The Morrison government meanwhile is touting its own $747 million investment over five years to spark a “jobs bonanza” in Darwin—but not at the port. Rather, NT News reported 27 April, the money will be spent overhauling and upgrading four NT Defence facilities, to “allow a significant increase in Australia’s military force capabilities and provide greater opportunity for co-operation with the USA”.
With a properly developed port, especially if it is connected to the rest of the nation with modern, efficient highspeed rail, Darwin would become the epicentre of Australia’s cultural, diplomatic and economic engagement with Asia (below). Treating it instead as staging point for war with China only entrenches Australia’s status as a strategic outpost of an Anglo-American empire whose interests run opposite our own.
By Richard Bardon, Australian Alert Service, 12 May 2021
Darwin: Australia’s gateway to Asia
The following edited extract from the April 2006 New Citizen special report, “The Infrastructure Road to Recovery”, outlines a proposal by former Snowy Mountains Scheme engineer and Monash University Dean of Engineering Prof. Lance Endersbee (1925-2009) to transform Darwin into a major industrial and commercial hub, and Australia’s chief point of contact with our northern neighbours. The full report is available online at https:// citizensparty.org.au/blueprint.
The Melbourne to Darwin Asian Express proposal, which Prof. Endersbee later expanded into the Ring Rail to go around the top end of the continent and terminate in Perth, is a beautiful idea, which would transform Australia’s relations to Asia. Australia’s present transport system is a huge constraining factor on the nation’s export capabilities. As Prof. Endersbee explained to the CEC National Conference on 23 November 1997, “[W]hen a ship comes to Australia, they visit three or four ports in our waters and effectively, most shipping in Australia circumnavigates the continent. This system would cut right through this…. It is not just a railway line. It’s a new transport system. … [The] ships that serve Australia also call at several ports around in the Southwest Pacific/East Asia area. So they have a schedule of about six weeks, a turnaround time of about six weeks. So, for shippers shipping from Australia, it usually is a month plus, to get to anywhere in Asia.”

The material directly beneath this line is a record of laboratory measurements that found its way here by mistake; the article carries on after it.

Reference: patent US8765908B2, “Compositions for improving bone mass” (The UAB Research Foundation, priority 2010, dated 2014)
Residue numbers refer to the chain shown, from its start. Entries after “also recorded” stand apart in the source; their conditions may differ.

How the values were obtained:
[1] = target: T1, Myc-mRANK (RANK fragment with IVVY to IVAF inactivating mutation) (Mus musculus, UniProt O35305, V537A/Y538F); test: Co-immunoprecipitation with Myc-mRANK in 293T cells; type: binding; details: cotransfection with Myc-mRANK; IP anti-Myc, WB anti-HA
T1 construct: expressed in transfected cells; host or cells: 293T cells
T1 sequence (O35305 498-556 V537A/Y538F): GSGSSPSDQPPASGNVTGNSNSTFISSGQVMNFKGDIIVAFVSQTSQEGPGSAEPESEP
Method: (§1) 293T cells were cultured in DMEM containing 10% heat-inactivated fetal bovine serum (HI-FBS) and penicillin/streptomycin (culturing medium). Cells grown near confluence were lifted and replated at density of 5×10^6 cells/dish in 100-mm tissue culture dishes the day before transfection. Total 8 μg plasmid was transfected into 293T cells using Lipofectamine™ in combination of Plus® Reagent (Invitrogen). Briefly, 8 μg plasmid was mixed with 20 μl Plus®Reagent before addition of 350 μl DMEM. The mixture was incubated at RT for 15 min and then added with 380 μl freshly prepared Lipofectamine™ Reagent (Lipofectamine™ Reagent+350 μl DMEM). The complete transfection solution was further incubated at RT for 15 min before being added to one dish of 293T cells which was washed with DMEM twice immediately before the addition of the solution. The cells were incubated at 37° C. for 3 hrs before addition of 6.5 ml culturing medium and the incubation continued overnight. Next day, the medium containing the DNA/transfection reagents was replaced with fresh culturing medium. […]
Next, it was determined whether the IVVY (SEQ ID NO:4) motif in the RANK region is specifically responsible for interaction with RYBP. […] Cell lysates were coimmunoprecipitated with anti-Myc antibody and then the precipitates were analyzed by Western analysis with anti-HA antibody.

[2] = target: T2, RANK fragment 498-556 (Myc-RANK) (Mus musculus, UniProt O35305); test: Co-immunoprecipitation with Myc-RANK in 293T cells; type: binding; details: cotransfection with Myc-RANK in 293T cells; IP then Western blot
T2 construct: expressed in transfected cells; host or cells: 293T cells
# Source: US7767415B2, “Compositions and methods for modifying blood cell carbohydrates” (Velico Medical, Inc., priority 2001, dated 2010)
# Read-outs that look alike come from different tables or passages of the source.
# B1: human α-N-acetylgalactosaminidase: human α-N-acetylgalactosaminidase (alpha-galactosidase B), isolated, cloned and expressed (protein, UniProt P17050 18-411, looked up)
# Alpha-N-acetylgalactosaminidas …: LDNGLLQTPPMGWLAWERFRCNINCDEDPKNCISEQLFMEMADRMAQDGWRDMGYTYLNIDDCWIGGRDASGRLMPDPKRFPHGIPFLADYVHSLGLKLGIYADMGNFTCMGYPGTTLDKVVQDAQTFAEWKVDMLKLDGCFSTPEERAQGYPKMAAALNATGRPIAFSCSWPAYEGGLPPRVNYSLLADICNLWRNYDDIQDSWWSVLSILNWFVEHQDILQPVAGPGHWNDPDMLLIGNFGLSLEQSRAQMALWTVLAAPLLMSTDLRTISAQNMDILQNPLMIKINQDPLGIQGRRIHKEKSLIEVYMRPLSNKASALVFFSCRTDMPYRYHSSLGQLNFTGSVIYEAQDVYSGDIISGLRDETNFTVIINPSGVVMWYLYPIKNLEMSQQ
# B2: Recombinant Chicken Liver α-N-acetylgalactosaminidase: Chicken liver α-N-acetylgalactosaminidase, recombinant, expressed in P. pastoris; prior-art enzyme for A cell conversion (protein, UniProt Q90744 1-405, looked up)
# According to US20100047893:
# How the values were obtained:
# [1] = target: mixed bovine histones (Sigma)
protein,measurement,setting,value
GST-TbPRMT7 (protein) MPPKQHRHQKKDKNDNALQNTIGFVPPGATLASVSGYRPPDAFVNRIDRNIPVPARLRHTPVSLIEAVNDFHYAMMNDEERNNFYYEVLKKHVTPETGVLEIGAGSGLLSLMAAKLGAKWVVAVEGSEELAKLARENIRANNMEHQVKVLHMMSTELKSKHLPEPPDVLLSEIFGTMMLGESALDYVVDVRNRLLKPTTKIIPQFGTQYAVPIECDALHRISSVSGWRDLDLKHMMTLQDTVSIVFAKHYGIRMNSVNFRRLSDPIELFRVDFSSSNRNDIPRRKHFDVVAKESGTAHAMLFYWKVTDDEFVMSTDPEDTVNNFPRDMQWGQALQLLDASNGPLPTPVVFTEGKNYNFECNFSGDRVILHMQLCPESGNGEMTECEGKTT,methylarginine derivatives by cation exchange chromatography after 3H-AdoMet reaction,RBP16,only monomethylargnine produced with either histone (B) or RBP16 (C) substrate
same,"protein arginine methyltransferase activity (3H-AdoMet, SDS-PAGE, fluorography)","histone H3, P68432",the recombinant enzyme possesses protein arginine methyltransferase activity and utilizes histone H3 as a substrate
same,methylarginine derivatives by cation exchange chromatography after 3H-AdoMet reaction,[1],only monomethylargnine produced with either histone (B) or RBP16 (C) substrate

With the Asian Express, however, three trains a day could be running between Melbourne and Darwin, and then, with high-speed ferries, products could be in key Asian ports in another day or two. Said Prof. Endersbee, “The distance from Darwin to Singapore is the same distance as the length of the Mediterranean. The sea state is mostly fairly flat. In other words it is calm seas most of the time, so that means we can contemplate … daily ferry services from Darwin to Java, Darwin to Singapore, and so on.”
A fast freight service into Jakarta, Singapore and Kuala Lumpur would create a demand for high-value Australian produce, particularly in fresh fruit and vegetables. The fledgling exotic fruit industries around Darwin, of Kakadu plums, peanuts, mangoes, paw paws, and figs, that are being developed already using expensive air freight, would be able to expand into large industries for northern WA, the NT, and northern Queensland, supplying the massive Asian market. …
Two Australian companies, WA’s Austal Ships and Tasmania’s Incat, are world leaders in high-speed shipping technology…. Both Austal and Incat have developed their largely vehicle/passenger catamarans into fast freight carriers … [which] could transport five to eight times the tonnage of a jumbo jet at a rate of around 40 knots. At that rate, freight would be shipped from Darwin to Singapore in just two and a half days … and their freight cost per kg is up to 80 per cent lower than air freight. …
Prof. Endersbee insists that the establishment of fast freight runs from Darwin to Asia can begin immediately, and does not have to wait until the Asian Express is completed. … “The sensible way to commence fast freight would be for the Australian Government to underwrite the line, by buying fast freight vessels from both [companies] … and start operating the service. The service will create demand. When the market develops, the Government would probably be able to sell those ships for two or three times the purchase price. It’s an investment.”